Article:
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Controlling bacteriophage phi29 DNA-packaging motor by addition or discharge of a peptide at N-terminus of connector protein that interacts with pRNA.

Sun J, Cai Y, Moll WD, Guo P - Nucleic Acids Res. (2006)

Bottom Line: However, the pRNA binding and virion assembly activity were greatly reduced.The DNA-packaging efficiency with dimeric pRNA was more seriously affected by the extension than with monomeric pRNA.These results reveal a potential to turn off and turn on the motor by attaching or removing, respectively, a component to outer part of the motor, and offers an approach for the inhibition of viral replication by using a drug or a small peptide targeted to motor components.

View Article: PubMed Central - PubMed

Affiliation: Department of Pathobiology, Purdue Cancer Center and Weldon School of Biomedical Engineering, Purdue University, West Lafayette, IN 47907, USA.

ABSTRACT
Bacteriophage phi29 utilizes a motor to translocate genomic DNA into a preformed procapsid. The motor contains six pRNAs, an enzyme and one 12-subunit connector with a central channel for DNA transportation. A 20-residue peptide containing a His-tag was fused to the N-terminus of the connector protein gp10. This fusion neither interfered with procapsid assembly nor affected the morphology of the prolate-shaped procapsid. However, the pRNA binding and virion assembly activity were greatly reduced. Such decreased functions can be switched back on by the removal of the tag via protease cleavage, supporting the previous finding that the N-terminus of gp10 is essential for the pRNA binding. The DNA-packaging efficiency with dimeric pRNA was more seriously affected by the extension than with monomeric pRNA. It is speculated that the fusion of the tag generated physical hindrance to pRNA binding, with greater influence for the dimers than the monomers due to their size. These results reveal a potential to turn off and turn on the motor by attaching or removing, respectively, a component to outer part of the motor, and offers an approach for the inhibition of viral replication by using a drug or a small peptide targeted to motor components.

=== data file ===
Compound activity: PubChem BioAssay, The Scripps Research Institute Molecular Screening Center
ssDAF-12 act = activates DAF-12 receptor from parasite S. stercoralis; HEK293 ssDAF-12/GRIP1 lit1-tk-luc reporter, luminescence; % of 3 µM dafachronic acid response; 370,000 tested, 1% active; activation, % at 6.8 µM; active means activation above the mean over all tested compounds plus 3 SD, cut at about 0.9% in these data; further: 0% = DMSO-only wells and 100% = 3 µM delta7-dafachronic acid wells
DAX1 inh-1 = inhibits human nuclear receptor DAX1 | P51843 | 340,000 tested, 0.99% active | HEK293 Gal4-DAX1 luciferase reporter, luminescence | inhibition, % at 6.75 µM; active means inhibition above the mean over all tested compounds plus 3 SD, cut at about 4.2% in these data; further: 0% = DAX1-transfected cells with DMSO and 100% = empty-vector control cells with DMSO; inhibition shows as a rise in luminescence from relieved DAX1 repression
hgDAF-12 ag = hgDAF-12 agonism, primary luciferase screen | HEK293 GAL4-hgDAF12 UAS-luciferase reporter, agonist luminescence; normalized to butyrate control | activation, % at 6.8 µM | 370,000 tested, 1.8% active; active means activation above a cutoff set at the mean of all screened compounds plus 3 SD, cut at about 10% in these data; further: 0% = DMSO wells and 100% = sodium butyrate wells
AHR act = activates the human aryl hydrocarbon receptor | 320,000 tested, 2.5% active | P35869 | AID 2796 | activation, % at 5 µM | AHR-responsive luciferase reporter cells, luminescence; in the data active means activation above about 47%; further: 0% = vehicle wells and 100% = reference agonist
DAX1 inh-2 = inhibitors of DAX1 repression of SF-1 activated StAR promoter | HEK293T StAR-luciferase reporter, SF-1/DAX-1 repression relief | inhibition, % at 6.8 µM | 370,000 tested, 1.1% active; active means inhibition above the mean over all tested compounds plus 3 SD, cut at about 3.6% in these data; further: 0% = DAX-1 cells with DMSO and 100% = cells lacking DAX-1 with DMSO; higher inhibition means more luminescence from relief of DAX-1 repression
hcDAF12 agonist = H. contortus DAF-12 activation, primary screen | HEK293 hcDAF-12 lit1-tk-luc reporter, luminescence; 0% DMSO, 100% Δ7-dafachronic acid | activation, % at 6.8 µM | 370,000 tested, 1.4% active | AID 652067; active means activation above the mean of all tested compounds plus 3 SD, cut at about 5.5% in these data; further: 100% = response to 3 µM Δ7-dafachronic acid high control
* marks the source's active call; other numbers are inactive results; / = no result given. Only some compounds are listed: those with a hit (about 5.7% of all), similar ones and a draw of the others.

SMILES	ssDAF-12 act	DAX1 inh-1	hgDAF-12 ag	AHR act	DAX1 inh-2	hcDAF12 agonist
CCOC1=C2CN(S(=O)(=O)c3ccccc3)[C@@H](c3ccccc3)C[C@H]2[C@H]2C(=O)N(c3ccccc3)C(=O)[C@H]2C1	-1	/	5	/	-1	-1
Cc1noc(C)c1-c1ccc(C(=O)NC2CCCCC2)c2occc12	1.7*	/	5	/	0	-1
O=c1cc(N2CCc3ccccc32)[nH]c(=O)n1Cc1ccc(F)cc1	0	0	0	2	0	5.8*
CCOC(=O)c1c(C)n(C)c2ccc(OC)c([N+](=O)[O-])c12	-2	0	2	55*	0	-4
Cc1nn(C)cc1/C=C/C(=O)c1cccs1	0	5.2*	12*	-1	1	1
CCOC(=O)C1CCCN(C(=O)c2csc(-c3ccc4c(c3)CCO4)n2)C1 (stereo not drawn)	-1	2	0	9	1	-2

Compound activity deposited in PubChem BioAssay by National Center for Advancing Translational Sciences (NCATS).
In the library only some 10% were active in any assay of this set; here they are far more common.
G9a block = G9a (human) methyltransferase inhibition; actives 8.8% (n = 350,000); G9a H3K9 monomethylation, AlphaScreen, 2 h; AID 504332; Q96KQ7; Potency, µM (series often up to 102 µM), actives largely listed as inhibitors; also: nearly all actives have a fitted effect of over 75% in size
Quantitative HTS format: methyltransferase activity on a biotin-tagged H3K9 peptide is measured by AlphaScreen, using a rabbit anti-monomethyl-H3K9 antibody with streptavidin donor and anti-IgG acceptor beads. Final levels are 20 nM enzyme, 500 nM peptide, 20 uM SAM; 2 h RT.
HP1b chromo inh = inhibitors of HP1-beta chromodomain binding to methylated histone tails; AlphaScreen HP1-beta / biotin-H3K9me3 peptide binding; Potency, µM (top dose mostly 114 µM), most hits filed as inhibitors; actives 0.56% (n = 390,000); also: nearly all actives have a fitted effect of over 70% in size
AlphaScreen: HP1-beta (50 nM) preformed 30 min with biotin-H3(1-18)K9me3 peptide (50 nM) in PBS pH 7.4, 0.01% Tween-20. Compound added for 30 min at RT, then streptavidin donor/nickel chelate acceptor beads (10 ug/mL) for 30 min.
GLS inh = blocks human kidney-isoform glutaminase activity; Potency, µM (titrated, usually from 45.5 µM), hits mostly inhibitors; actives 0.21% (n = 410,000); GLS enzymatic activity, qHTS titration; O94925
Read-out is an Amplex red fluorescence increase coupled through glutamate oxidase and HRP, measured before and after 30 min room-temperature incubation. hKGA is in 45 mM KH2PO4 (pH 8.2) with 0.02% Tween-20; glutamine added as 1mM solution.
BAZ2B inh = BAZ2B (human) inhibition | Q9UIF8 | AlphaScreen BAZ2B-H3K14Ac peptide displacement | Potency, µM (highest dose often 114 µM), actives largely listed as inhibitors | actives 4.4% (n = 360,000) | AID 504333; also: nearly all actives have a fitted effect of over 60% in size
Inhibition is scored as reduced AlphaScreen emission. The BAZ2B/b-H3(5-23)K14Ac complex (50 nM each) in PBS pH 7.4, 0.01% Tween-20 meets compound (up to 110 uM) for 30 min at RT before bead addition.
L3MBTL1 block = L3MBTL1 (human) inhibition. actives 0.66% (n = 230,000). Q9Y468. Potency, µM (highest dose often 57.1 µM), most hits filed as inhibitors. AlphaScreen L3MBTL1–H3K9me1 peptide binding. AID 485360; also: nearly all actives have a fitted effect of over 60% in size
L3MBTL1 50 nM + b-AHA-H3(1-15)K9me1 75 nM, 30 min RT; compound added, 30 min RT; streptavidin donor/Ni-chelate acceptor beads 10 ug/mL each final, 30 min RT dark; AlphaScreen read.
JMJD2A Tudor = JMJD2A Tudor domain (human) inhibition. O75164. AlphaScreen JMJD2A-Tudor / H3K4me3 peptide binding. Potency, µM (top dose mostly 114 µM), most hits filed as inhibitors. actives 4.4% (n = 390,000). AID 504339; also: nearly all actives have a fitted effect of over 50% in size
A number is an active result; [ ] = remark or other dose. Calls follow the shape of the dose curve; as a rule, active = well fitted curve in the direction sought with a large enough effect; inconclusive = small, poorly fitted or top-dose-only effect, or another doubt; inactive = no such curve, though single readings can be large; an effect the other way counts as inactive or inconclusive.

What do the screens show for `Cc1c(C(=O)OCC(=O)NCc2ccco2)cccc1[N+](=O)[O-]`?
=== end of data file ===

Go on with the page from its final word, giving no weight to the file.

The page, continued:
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Related in: MedlinePlus

SDS–PAGE (10%) profile of the His-procapsid before and after TEV cleavage.
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fig2: SDS–PAGE (10%) profile of the His-procapsid before and after TEV cleavage.

Mentions: Procapsid proteins gp7, gp8, gp8.5 and His-gp10 were co-expressed in E.coli cells, harboring the plasmid pHis-gp7-8-8.5-10. These proteins self-assembled into His-procapsid. After purification, the His-tagged procapsid was analyzed with SDS–PAGE, revealing that all the procapsid structural components gp7, gp8, gp8.5 and gp10 of the His-procapsid were present with a similar ratio as compared to wild-type phi29 procapsid. The molecular weight of gp7, gp8 and gp8.5 were identical to the corresponding proteins in wild-type procapsid, while His-gp10 showed higher molecular weight than wild-type gp10 due to the 20 additional amino acids (Figure 2). His-procapsid, His-procapsid cleaved by TEV and wild-type procapsid were examined by negative stain electron microscopy. Results showed that there were no significant changes in the structure among them; all showed the typical prolate-shape of phi29 procapsid (Figure 3), suggesting that the His-procapsid possesses the same morphology as procapsid assembled from untagged gp10 (Figure 3A).